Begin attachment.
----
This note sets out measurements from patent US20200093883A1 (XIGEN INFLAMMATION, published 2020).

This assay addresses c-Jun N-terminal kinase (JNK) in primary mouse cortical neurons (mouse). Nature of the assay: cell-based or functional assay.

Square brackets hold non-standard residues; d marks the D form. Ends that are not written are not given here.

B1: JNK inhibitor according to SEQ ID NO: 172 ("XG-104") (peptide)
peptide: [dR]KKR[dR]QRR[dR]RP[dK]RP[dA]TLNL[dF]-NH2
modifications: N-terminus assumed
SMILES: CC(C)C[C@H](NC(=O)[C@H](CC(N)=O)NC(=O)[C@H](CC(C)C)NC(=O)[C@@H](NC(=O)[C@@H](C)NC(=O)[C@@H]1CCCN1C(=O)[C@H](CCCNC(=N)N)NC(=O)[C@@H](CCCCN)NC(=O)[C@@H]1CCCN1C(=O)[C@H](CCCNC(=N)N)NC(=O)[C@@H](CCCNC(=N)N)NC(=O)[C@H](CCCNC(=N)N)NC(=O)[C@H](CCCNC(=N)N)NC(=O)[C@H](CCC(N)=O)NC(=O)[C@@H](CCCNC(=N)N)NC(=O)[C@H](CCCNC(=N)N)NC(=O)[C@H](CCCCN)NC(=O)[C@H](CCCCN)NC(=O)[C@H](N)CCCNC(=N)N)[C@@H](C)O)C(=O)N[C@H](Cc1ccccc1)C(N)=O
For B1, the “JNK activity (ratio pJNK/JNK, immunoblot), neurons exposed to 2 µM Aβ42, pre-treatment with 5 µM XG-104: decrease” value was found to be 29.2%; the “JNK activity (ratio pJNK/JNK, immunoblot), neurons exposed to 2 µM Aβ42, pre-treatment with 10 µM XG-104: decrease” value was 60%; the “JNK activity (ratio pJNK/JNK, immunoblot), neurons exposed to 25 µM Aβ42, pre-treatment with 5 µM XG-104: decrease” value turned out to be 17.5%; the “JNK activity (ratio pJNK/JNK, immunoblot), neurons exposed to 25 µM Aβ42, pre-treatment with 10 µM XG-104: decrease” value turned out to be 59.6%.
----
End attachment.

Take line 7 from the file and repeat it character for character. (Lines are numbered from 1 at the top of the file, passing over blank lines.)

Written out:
SMILES: CC(C)C[C@H](NC(=O)[C@H](CC(N)=O)NC(=O)[C@H](CC(C)C)NC(=O)[C@@H](NC(=O)[C@@H](C)NC(=O)[C@@H]1CCCN1C(=O)[C@H](CCCNC(=N)N)NC(=O)[C@@H](CCCCN)NC(=O)[C@@H]1CCCN1C(=O)[C@H](CCCNC(=N)N)NC(=O)[C@@H](CCCNC(=N)N)NC(=O)[C@H](CCCNC(=N)N)NC(=O)[C@H](CCCNC(=N)N)NC(=O)[C@H](CCC(N)=O)NC(=O)[C@@H](CCCNC(=N)N)NC(=O)[C@H](CCCNC(=N)N)NC(=O)[C@H](CCCCN)NC(=O)[C@H](CCCCN)NC(=O)[C@H](N)CCCNC(=N)N)[C@@H](C)O)C(=O)N[C@H](Cc1ccccc1)C(N)=O